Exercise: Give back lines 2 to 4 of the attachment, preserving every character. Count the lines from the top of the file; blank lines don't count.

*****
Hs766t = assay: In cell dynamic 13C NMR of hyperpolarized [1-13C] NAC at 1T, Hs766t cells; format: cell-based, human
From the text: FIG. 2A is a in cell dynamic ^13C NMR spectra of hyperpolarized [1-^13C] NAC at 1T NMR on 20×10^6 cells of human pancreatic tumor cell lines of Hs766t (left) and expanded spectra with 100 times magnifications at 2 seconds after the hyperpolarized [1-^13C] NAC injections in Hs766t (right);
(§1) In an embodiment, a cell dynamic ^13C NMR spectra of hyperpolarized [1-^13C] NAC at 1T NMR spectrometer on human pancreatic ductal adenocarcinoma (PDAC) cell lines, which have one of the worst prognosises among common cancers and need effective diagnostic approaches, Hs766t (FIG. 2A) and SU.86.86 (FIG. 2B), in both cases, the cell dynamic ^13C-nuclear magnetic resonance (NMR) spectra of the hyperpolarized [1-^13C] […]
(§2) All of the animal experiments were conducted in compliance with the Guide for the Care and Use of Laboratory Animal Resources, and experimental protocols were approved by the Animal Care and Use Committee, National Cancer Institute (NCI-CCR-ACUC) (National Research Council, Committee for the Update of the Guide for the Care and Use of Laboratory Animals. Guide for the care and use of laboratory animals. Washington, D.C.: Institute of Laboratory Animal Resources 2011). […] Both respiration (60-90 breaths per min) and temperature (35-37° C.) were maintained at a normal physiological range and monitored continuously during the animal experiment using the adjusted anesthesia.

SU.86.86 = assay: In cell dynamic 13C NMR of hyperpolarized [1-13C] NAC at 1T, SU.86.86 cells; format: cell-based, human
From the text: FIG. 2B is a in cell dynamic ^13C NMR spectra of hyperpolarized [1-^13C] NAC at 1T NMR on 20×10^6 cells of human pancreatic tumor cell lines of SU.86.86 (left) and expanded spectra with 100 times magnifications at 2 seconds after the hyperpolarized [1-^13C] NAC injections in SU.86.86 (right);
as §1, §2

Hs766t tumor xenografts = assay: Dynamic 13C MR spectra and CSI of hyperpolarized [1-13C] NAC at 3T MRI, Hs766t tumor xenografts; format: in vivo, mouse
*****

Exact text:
From the text: FIG. 2A is a in cell dynamic ^13C NMR spectra of hyperpolarized [1-^13C] NAC at 1T NMR on 20×10^6 cells of human pancreatic tumor cell lines of Hs766t (left) and expanded spectra with 100 times magnifications at 2 seconds after the hyperpolarized [1-^13C] NAC injections in Hs766t (right);
(§1) In an embodiment, a cell dynamic ^13C NMR spectra of hyperpolarized [1-^13C] NAC at 1T NMR spectrometer on human pancreatic ductal adenocarcinoma (PDAC) cell lines, which have one of the worst prognosises among common cancers and need effective diagnostic approaches, Hs766t (FIG. 2A) and SU.86.86 (FIG. 2B), in both cases, the cell dynamic ^13C-nuclear magnetic resonance (NMR) spectra of the hyperpolarized [1-^13C] […]
(§2) All of the animal experiments were conducted in compliance with the Guide for the Care and Use of Laboratory Animal Resources, and experimental protocols were approved by the Animal Care and Use Committee, National Cancer Institute (NCI-CCR-ACUC) (National Research Council, Committee for the Update of the Guide for the Care and Use of Laboratory Animals. Guide for the care and use of laboratory animals. Washington, D.C.: Institute of Laboratory Animal Resources 2011). […] Both respiration (60-90 breaths per min) and temperature (35-37° C.) were maintained at a normal physiological range and monitored continuously during the animal experiment using the adjusted anesthesia.